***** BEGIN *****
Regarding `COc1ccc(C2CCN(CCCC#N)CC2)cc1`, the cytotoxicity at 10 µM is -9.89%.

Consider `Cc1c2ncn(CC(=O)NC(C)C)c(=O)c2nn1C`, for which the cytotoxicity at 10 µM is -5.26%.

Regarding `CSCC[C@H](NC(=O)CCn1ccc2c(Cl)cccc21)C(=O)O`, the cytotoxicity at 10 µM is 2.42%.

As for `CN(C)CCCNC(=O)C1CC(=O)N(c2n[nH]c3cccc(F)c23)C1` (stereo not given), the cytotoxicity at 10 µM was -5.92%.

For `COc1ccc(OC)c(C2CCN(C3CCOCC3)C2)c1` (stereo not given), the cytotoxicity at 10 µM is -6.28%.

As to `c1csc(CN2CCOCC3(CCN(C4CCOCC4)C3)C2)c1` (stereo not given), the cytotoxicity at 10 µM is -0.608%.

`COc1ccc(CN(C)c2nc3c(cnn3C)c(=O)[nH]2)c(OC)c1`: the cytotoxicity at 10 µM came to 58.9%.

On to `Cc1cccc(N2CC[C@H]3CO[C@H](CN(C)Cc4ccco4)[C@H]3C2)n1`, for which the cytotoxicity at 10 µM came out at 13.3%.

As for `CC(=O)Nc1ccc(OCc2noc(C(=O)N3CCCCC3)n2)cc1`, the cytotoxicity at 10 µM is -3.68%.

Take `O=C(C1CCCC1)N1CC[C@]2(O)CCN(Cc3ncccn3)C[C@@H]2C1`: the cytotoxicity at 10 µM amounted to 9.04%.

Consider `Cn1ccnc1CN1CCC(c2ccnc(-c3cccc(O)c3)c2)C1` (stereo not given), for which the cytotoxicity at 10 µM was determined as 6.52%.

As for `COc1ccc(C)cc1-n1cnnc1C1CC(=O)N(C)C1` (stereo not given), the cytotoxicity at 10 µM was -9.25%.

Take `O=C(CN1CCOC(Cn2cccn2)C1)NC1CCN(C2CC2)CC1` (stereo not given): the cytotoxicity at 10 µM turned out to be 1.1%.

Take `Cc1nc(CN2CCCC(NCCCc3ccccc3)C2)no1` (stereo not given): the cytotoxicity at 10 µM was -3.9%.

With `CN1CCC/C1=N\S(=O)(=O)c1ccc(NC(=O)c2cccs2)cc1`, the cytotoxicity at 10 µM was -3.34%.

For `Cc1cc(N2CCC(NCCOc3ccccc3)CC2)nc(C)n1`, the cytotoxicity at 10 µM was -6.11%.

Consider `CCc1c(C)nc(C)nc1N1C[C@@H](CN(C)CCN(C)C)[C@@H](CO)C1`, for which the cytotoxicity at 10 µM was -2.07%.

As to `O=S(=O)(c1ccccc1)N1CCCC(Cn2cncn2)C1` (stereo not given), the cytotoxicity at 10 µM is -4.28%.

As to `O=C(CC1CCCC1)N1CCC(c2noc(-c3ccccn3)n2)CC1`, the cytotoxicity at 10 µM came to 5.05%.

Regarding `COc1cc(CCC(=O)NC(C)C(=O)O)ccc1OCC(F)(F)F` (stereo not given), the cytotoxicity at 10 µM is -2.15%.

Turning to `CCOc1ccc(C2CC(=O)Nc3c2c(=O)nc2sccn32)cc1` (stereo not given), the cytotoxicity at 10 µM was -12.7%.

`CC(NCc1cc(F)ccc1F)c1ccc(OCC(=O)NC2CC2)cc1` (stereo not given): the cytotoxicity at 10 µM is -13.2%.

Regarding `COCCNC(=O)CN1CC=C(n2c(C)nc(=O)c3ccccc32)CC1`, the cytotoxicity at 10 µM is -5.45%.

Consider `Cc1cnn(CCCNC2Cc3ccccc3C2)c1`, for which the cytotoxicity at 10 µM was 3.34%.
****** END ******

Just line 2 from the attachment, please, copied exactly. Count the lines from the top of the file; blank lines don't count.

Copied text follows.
Consider `Cc1c2ncn(CC(=O)NC(C)C)c(=O)c2nn1C`, for which the cytotoxicity at 10 µM is -5.26%.